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There was nothing in the Budget to counter one of the biggest problems in our country: job insecurity. Many of my hon. Friends have raised the challenges of zero-hours contracts. I was very interested to hear the hon. Member for Dover (Charlie Elphicke), who is no longer in his place, call them flexible work contracts. According to the ONS, 1.8 million zero-hours contracts were used by firms in the UK last summer. I know, from a report I conducted with two of my hon. Friends on Merseyside, the impact faced by too many of our constituents every time they wait for that text message or that phone call to find out if they have work. I was struck by the experience of my constituents who said that they could not buy a belt because they were not able to plan their finances from week to week. This is not just about zero-hours contracts, however; there are low-hour contracts too, and the millions of people who are in part-time work who wish to be in full-time work. If I had been the Chancellor, I certainly would not have talked about the national minimum wage, given that he previously backed a minimum wage of £7 an hour but has failed to introduce that in this Parliament.

Other hon. Friends have pointed to the challenges relating to food banks. It is a disgrace that just under 1 million people have had to access emergency food aid.

Huw Irranca-Davies: My hon. Friend is making an eloquent speech. What does she make of the study by the Children’s Society and the StepChange charity, which points to 86,000 families in Wales—23% of the total number of families—who are failing to keep up with household bills and loan repayments, and the response of a Wales Office spokesman who said, “The UK Government’s long-term economic plan is working”? Where have we heard that before?

Luciana Berger: I thank my hon. Friend for that intervention. He and I have been campaigning on this issue for many years, because we do not believe that in the sixth-richest nation in the world we should have any food banks, let alone the number that we have across all four nations. The fact is that just under 1 million people have had to access emergency food aid for themselves and for their children—all too often it is children who are affected. It is not just people who are out of work, but people in work, often on zero-hours contracts, who are struggling from week to week. People deserve better. I reflect on the comments made by my hon. Friend the Member for Stretford and Urmston (Kate Green) on the increase in absolute poverty. I am ashamed to live in the sixth-richest nation in the world, when we have seen an increase in absolute poverty in 2015.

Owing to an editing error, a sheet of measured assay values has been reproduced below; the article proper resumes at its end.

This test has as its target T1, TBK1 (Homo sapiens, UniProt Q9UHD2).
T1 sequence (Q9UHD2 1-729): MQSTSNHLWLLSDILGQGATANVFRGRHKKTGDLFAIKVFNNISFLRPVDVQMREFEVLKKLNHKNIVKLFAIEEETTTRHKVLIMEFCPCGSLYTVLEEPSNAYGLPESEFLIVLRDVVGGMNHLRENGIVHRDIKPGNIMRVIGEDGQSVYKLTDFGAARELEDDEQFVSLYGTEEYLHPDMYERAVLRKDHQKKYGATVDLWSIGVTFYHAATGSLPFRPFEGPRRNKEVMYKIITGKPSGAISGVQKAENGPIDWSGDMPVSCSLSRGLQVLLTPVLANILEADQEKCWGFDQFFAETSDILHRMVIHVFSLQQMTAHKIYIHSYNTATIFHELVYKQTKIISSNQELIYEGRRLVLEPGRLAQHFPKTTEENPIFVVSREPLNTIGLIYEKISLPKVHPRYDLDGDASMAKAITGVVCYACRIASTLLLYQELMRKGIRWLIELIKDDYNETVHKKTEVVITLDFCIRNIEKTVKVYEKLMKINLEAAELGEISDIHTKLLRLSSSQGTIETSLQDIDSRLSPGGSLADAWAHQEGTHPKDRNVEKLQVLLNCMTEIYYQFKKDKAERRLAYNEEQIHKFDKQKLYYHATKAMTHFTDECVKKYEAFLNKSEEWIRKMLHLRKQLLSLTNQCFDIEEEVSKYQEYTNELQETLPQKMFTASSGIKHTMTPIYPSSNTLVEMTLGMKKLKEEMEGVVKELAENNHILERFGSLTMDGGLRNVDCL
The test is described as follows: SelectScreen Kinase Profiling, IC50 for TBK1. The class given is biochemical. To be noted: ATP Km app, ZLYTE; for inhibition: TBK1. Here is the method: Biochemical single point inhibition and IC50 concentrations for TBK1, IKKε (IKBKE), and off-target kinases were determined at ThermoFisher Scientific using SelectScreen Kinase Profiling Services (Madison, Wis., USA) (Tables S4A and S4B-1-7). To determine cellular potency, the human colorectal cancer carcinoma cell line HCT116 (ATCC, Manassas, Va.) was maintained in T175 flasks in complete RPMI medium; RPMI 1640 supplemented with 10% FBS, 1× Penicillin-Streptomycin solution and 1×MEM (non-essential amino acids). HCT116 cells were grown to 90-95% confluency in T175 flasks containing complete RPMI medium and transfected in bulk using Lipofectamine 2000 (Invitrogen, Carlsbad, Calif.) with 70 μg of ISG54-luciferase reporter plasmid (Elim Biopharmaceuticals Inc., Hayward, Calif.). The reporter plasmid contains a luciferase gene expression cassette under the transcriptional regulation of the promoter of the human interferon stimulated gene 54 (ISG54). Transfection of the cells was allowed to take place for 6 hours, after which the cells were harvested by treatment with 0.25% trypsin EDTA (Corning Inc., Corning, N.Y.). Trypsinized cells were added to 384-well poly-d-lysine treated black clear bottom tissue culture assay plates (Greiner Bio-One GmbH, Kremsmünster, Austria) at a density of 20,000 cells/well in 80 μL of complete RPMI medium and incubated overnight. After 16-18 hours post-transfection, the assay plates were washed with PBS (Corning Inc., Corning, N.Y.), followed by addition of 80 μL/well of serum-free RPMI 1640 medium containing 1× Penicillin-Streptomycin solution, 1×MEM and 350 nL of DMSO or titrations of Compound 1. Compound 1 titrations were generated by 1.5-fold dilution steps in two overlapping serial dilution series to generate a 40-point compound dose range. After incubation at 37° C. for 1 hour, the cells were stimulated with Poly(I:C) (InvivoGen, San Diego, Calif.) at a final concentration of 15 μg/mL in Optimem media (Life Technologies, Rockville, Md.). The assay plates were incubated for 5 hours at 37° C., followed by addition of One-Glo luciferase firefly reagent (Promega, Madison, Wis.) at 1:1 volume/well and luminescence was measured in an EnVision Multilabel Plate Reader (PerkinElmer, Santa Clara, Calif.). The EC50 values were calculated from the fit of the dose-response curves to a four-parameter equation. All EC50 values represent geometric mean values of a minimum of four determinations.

I represent Liverpool Wavertree in north-west England. We heard in the Budget that cuts to local authorities are coming down the line. I have very serious concerns about what will happen to local authorities, particularly in the north-west where already we have experienced cuts 75% higher than in other parts of the country. Yet another report came out last week, showing that Liverpool has seen a reduction of £390 a head in funding since 2011, while in the south Wokingham has seen a cut of just £2.29. Our budget in Liverpool has been cut by 58% in real terms since 2011. That is £329 million. Page 130 of the OBR report states that we should expect a much sharper squeeze on local authorities’ real spending in the next Parliament. I shudder at what that

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will mean for my constituents and residents across Liverpool and the north-west. I am concerned about what will happen to our libraries, our social care and our children’s centres.

Ordered, That the debate be now adjourned.—(Mark Lancaster.)

Debate to be resumed tomorrow.

Business without Debate

European Union Documents

Motion made, and Question put forthwith (Standing Order No. 119(11)),

The EU and the Post-2015 Development Agenda

That this House takes note of European Union Document No. 1412/14 and Addendum, a Commission Communication: A decent Life for all: from vision to collective action; welcomes the document as an important contribution to a debate that is central to both development and environment policy; and supports the Government’s efforts in taking forward the post-2015 development agenda.—(Mark Lancaster.)

Question agreed to.

Delegated Legislation

Motion made, and Question put forthwith (Standing Order No. 118(6)),

Constitutional Law

That the draft Scotland Act 1998 (Variation of Borrowing Power) Order 2015, which was laid before this House on 15 December 2014, be approved.—(Mark Lancaster.)

Question agreed to.

Motion made, and Question put forthwith (Standing Order No. 118(6)),

That the draft Scotland Act 1998 (Modification of Schedule 5) Order 2015, which was laid before this House on 29 January, be approved.—(Mark Lancaster.)

Question agreed to.

Motion made, and Question put forthwith (Standing Order No. 118(6)),